Time for rural areas to have their voice heard
26 Sep 2017 ARCHIVED (over 3 months old) - view latest news
Northumberland County Council is spearheading a new initiative to ensure rural areas have a voice in the UK’s economic future.
The local authority, in collaboration with the Institute of Local Governance (ILG), is starting a “wide-ranging conversation” to to help shape emerging policy at local and national levels.
Peter Jackson, leader of Northumberland County Council, said: “While cities are recognised as the economic powerhouses of the UK economy, there is often a lack of recognition of the significant contribution that rural areas make to local economies - both in their own right and in the more urban areas they envelop.
“But with the UK poised to leave the European Union and the emerging Industrial Strategy committing to drive growth across the whole country there is a unique opportunity to redress the balance and showcase the value of rural areas.
“I have been talking to our Government to further rural development in our county and the prospect of a North of Tyne devolution deal and a Borderlands growth deal are two examples where we can ensure rural voices are heard.”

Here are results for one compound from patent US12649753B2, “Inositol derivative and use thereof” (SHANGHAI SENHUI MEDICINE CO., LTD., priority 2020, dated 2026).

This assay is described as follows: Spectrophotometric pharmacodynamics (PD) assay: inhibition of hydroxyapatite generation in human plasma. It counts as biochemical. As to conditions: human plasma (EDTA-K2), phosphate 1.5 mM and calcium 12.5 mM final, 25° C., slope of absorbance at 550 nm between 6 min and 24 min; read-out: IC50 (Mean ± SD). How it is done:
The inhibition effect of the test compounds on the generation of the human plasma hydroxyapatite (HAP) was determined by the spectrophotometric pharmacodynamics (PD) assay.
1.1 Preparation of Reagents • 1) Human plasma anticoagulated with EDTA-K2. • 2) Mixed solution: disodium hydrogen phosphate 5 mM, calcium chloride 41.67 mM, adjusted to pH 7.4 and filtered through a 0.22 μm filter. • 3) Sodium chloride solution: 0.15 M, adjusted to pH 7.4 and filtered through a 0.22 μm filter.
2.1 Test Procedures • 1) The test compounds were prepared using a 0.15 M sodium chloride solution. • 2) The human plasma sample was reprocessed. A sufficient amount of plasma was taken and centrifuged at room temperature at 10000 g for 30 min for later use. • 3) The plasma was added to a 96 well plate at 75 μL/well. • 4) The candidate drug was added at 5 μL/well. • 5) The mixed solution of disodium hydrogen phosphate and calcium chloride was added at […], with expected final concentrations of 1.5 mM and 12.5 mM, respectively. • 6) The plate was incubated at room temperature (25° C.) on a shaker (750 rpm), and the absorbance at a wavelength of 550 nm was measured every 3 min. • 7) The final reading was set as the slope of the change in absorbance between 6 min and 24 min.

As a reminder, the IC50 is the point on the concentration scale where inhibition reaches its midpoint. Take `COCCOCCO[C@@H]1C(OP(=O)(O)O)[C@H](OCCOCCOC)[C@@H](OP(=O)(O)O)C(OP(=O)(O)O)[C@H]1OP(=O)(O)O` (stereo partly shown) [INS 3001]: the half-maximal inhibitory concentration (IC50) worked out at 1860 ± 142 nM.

The initiative is getting underway at Hexham Mart where around 40 stakeholders, including business leaders, academics and public and third sector representatives will meet to begin the “conversation”.
Northumberland National Park chief executive Tony Gates is chairing the workshop.
He said: “This is a timely initiative and a great opportunity for us to champion the resilience and innovative nature of our rural areas.
“It is time for us to develop a rural vision which has as much cohesive strength and impact as any city.
“Let us now focus on the positive assets of our rural areas, identify how they can contribute to the wider well-being of society and invest in and exploit them appropriately. This is the beginning of an important conversation for our rural areas and I urge people to get involved”.
The outcomes from the event will inform a six-month policy research commission by the ILG.